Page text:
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Poetry Friday: “Stumpfield Pond, 1975”

Last 5th Grade coverI mentioned last week that poet and blogger Laura Shovan is celebrating the release of her debut middle grade novel-in-verse, The Last Fifth Grade of Emerson Elementary (Wendy Lamb Books), which was just released a couple of weeks ago. I did NOT mention how excited I am to be a part of her celebration!

I just received my ARC (Advance Review Copy) of the book yesterday and am looking forward to reading it and providing a review here in the next couple weeks…but that’s not all Laura had in store for those of us taking part in her “ARC Blog Tour.”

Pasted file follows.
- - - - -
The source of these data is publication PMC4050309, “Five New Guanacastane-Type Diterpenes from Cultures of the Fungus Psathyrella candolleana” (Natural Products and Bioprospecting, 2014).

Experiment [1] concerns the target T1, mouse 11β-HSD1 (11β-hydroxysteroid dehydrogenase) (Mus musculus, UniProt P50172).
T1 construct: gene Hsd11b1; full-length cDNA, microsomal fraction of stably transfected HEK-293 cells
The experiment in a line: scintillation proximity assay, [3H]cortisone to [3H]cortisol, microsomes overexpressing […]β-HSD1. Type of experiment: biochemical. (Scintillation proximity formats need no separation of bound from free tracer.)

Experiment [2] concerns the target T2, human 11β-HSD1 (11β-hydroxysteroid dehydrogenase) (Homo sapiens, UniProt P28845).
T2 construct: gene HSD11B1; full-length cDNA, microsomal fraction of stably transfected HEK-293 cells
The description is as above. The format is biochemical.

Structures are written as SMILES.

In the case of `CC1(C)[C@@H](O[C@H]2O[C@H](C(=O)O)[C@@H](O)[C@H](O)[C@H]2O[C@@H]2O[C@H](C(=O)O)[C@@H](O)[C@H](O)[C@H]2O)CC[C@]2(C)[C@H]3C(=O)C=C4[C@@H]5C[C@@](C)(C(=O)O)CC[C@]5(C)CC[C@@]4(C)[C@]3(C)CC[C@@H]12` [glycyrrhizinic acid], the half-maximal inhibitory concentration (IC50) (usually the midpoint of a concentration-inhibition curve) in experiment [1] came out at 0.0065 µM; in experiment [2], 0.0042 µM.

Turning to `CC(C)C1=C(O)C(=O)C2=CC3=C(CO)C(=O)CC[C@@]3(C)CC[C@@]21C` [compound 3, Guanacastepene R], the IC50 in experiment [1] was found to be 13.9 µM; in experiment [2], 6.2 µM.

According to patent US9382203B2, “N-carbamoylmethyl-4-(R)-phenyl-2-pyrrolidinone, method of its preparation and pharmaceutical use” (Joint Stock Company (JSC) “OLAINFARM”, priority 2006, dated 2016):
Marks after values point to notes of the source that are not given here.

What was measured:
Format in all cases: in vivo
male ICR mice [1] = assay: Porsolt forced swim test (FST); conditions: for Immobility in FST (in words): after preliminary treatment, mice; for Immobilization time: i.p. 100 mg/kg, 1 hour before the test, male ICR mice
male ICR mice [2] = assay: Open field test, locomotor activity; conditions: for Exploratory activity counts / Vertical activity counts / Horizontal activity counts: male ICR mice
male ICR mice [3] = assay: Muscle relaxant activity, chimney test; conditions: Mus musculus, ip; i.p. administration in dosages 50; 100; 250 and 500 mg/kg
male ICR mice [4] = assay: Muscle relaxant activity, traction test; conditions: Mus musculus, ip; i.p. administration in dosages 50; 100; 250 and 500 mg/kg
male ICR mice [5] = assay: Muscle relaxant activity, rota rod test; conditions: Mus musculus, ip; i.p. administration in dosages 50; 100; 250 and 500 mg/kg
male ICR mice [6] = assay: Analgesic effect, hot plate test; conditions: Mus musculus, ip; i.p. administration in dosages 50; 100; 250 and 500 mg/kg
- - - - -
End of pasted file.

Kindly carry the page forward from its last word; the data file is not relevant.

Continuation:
Laura also included vintage postcards to each blogger who received the book, to provide some writing inspiration – and inspiration is exactly what hit me last night, as I was looking through the postcards. I came across one in particular that immediately reminded me of my early-morning fishing excursions with my father when I was a child:

(click to enlarge)

Growing up here in New Hampshire, a great fishing spot was never more than 10 or 15 minutes away, so dad & I would get up early, early on a Saturday morning and make our way to a number of different places; this is one of them.

Stumpfield Pond, 1975

His son at his side, Dad slips
the old pea-green fiberglass boat into mirror water,
skillfully slicing the sleeping surface;
ripples race from either side of the bow,
curling and folding upon themselves.